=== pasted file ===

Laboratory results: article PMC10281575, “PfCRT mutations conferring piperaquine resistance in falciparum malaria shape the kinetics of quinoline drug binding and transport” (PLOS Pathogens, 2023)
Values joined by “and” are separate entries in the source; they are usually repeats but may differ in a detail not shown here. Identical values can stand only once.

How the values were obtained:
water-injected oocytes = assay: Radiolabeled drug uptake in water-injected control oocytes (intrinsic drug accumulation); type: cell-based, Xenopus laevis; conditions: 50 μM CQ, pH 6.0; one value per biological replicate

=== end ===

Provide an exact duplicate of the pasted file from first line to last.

Laboratory results: article PMC10281575, “PfCRT mutations conferring piperaquine resistance in falciparum malaria shape the kinetics of quinoline drug binding and transport” (PLOS Pathogens, 2023)
Values joined by “and” are separate entries in the source; they are usually repeats but may differ in a detail not shown here. Identical values can stand only once.

How the values were obtained:
water-injected oocytes = assay: Radiolabeled drug uptake in water-injected control oocytes (intrinsic drug accumulation); type: cell-based, Xenopus laevis; conditions: 50 μM CQ, pH 6.0; one value per biological replicate